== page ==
Gaspar Astarita

Sexteto Mayor - Time passes and it does not grow old

ll artistic endevour must be accompanied, unavoidably, by a commercial effort in order to be stable and with the possibility of projection. And the founders and leaders of the Sexteto Mayor (José Libertella and Luis Stazo) understood this reality from the very beginning when they emerged with this group.

They saw, without ever disregarding the artistic aspect, that the intent was backed by a coherent and constant enterprise attitude. They, as professional musicians, knew beforehand that the instrumentalist must have secured, at least, an income which allows him and his family to live with dignity to later devote himself to the artistic aspect of his profession.

In a few words, to forget about household matters and be able to go, with enough time and an untroubled mind, to rehearsals, performances, tours and every engagement which requires a temporary removal from his relatives.

And Libertella and Stazo, a quarter of a century ago, when, almost inadvertedly, they joined as a group, knew how to interpret this need to be able to go ahead. Without disregarding even the most unimportant details connected with the task of assembling an orchestra and provide it with a style, they were their own impresarios.

They did not do as De Caro, D'Arienzo or Canaro, who gave up the playing of their instruments (coincidentally, all three were violinists) to be concerned with assuring a solid commercial cover, and wisely directed, to the orchestral enterprise. On the contrary, these two extraordinary bandoneonists engaged in both things: music and income. And they admirably did both, if not, today the Sexteto Mayor would not be twenty five years old and would not be traveling around the world, requested to perform at shows of the highest artistic level, either playing in embassies or fulfilling individual contracts.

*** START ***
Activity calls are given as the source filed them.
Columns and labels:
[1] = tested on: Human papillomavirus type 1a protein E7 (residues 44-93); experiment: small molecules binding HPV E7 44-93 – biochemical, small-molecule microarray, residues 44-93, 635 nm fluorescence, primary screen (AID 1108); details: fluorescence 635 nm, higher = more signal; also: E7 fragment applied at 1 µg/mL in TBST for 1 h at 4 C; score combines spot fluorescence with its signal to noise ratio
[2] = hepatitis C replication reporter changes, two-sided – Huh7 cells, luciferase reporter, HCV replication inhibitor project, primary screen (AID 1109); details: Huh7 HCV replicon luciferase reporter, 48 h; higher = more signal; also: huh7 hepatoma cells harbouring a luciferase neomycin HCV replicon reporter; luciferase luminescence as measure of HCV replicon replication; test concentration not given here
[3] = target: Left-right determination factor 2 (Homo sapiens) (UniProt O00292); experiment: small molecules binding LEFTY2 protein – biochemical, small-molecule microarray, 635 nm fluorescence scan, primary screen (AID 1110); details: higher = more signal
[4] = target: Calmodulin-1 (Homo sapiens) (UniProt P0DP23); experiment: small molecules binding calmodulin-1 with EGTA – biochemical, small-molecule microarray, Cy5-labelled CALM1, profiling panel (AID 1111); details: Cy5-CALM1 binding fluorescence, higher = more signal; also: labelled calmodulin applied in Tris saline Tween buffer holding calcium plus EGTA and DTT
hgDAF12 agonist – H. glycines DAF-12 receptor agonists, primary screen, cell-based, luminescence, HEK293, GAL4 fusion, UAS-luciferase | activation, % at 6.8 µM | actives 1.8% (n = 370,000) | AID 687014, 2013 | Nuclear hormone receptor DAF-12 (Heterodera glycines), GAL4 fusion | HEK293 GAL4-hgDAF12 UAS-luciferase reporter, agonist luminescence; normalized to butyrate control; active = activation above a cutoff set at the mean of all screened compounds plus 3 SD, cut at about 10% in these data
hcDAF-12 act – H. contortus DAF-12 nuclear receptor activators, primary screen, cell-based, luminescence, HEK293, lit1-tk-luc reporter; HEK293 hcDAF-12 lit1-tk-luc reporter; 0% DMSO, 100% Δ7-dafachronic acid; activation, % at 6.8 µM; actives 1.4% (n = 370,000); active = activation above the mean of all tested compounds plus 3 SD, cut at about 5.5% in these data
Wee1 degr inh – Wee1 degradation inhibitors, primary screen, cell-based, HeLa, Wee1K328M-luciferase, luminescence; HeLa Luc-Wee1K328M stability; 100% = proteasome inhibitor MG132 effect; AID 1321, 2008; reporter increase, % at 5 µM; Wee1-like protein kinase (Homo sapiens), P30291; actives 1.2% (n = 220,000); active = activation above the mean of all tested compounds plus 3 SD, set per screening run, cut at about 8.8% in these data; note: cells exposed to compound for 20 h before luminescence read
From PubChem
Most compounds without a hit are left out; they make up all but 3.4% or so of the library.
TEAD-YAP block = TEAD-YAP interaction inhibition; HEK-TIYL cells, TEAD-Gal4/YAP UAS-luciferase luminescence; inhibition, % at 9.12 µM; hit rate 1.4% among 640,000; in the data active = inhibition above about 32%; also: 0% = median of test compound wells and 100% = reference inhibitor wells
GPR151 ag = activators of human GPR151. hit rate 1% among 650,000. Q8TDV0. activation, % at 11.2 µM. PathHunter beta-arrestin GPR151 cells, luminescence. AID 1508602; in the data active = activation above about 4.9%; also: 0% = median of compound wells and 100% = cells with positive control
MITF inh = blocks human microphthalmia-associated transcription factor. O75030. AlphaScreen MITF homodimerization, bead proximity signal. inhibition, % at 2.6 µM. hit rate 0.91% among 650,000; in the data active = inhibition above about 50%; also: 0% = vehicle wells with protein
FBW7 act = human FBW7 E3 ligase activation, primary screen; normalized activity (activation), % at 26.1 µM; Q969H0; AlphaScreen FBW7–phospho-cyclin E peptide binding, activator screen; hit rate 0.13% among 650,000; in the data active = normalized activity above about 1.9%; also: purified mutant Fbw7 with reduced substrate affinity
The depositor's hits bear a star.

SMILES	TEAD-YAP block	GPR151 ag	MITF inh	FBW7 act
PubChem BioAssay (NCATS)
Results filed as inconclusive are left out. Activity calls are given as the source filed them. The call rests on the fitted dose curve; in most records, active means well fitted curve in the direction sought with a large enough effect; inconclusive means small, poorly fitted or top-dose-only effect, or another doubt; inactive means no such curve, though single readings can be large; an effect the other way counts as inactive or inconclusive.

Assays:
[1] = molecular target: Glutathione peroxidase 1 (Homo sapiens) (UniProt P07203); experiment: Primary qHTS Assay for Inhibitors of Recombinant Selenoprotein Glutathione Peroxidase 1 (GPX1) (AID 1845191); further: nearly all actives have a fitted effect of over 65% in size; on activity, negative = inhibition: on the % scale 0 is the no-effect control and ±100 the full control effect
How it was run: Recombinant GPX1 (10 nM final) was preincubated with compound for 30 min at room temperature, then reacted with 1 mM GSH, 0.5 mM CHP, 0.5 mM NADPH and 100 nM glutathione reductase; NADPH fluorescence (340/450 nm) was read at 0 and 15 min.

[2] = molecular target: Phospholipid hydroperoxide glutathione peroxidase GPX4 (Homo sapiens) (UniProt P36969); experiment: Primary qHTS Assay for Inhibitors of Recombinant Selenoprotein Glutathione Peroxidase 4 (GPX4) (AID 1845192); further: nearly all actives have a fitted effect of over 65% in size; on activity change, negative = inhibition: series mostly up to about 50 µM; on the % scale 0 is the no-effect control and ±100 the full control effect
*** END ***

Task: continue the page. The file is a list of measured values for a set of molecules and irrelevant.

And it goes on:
Since those old days when for their promotion they went out to buy their own records, or sometimes to sell them themselves after the concerts, nothing proved improper for them. They knew what they wanted and how to achieve it. And they did. That is why today this formidable sextet is alive, for the pride of tango and their country.

The Sextet

Maybe the introducing commentary leads to thinking that the Sexteto Mayor´s members are more impresarios than musicians. Nothing more removed from truth.

El Sexteto Mayor, at the very outset, had two original features: the first, it recovered the early and precursor orchestral scheme of the sextet —two bandoneons, two violins, piano and doublebass—, a characteristic established by Julio De Caro in 1924, when he formed his famous sextet, the evolutionist stream of tango.

And the second, it dispensed with the singer. All its career was within the purest instrumental tango (save for some exceptions when for reasons or conditions at some shared shows they had to provide background for some vocalist). And they allowed themselves the pleasure of playing and recording tangos with lyrics in an exclusively instrumental way, leaving anthological samples of this manner, such as "Nostalgias", "Trenzas", "El día que me quieras", "La casita de mis viejos", etc.

It is admirable what they have achieved through arrangement and interpretation.